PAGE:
Travel to Hype vs Travel to Enjoy
I love the time we are living in. I am talking about the Fourth Industrial (Digital) Revolution. We are lucky! We have many opportunities and access to learning new things, work remotely, use new gadgets and applications.
And also… Travel.
I agree that traveling is one of the best ways to change our mindset positively, and become more open-minded, experienced and so on. If I look at the way how some people arrange their trips, I see a clear pattern.
I call this pattern “Travel to Hype.”
For example, buying a 5-days tour around ten different cities, then seeing sights and eating on the go, then sleeping for a few hours (sometimes not even in the bed), and the next day, hitting the road again.
It’s hard to believe that the majority of people find this pleasant. As a result, most of the things you see would be forgotten, and at the end of the journey, travelers would feel exhausted and tired.
Like anyone else, I do love traveling.
Moreover, I want to enjoy my trip and benefit from it entirely. I don’t want to damage my physical and mental health (avoid “travel burnout”), and I want to learn something new. So, I decided to set up some “travel” rules based on my preferences.
- Visiting at least 1, preferably 2, new countries in a single year
I also look forward to discovering other cities in the countries that I have visited already. Mainly, it depends on the free time and vacation days, of course.
- Not cramming too much in one trip
Sure, it can be tempting to visit every single attraction in the 400-page guidebook. This “touristic passion” can quickly eat up all your energy reserves.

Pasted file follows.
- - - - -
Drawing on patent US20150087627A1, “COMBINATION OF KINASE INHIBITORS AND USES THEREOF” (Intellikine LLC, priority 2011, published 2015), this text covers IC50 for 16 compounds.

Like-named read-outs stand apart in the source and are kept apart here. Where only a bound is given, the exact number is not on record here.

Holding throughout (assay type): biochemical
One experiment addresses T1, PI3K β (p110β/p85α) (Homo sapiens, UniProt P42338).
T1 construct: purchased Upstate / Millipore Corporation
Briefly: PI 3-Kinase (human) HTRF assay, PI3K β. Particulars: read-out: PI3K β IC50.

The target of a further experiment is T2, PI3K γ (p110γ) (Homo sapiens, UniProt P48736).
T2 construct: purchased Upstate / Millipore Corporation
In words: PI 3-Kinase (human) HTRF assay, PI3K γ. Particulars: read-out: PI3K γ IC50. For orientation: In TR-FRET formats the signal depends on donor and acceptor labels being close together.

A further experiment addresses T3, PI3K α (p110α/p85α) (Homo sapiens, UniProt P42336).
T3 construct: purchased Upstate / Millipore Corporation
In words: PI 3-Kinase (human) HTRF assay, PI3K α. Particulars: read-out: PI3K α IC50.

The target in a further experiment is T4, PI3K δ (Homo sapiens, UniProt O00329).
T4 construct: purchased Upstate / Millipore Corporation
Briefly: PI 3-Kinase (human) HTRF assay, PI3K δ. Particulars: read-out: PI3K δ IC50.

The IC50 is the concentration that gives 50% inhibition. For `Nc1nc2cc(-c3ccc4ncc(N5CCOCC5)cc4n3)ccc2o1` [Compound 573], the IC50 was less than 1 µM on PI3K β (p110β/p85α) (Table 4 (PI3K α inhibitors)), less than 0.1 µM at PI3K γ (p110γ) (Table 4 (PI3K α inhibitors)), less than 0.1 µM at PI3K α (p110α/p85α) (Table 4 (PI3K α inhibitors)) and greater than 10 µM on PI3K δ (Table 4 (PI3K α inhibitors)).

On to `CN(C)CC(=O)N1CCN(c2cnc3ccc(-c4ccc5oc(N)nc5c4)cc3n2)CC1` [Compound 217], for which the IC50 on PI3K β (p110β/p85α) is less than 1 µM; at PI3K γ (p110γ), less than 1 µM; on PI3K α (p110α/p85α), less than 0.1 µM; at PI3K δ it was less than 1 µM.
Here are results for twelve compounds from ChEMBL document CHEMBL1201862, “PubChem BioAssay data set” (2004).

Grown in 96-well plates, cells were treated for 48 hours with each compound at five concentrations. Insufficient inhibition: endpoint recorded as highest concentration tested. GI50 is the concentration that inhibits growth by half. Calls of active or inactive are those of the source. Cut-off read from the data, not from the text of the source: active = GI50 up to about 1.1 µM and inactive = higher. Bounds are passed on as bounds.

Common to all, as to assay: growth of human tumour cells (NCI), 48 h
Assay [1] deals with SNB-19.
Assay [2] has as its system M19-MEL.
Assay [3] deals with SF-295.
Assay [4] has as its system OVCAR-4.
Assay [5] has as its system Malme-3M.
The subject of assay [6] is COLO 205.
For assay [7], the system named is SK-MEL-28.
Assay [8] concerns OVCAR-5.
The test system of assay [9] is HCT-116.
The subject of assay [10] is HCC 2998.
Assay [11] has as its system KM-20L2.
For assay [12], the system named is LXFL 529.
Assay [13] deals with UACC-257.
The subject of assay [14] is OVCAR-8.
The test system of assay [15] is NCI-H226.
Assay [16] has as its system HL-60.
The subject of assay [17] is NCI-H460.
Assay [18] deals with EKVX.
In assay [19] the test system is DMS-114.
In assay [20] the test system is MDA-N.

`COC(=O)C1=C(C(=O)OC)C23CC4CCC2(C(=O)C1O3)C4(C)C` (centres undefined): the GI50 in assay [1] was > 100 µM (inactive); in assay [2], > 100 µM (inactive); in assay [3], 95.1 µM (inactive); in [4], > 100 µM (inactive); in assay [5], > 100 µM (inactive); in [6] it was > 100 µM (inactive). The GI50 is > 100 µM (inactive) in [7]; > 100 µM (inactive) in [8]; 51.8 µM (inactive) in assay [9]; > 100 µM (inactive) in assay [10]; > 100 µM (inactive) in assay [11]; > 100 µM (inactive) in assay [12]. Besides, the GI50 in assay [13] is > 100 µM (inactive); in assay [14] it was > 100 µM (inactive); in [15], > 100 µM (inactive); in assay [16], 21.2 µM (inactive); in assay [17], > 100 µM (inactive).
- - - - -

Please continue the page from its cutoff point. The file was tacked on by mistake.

So, I have learned how to prioritize quality experiences over quantity to avoid any kind of burnout afterward.
- Spending more money than usual
I cannot say I am a big fan of wasting money, especially, when I earn them.
In spite of this, money doesn’t make me happy in the long-term because of my ambitions. It is just a tool to reach my goals and fulfill my needs.
So, from my point of view, if I am traveling, I am spending much more money than I do in my everyday life. That is because I want to get an excellent, memorable, and high-quality experience.
- Not comparing my travel experiences to others’
It’s easy to beat ourselves up when we look at friends’ travel experiences, read a travel blog full of beautiful photos, and look at glowing trip reports. It makes us feel as if we are the only ones who are suffering.
It’s wrong! We don’t see bad parts of their travels.
So, comparing yourself to anyone else is a bad idea. We never know who is battling with anxiety and problems behind the scenes.
And there you have it! Thank you for reading!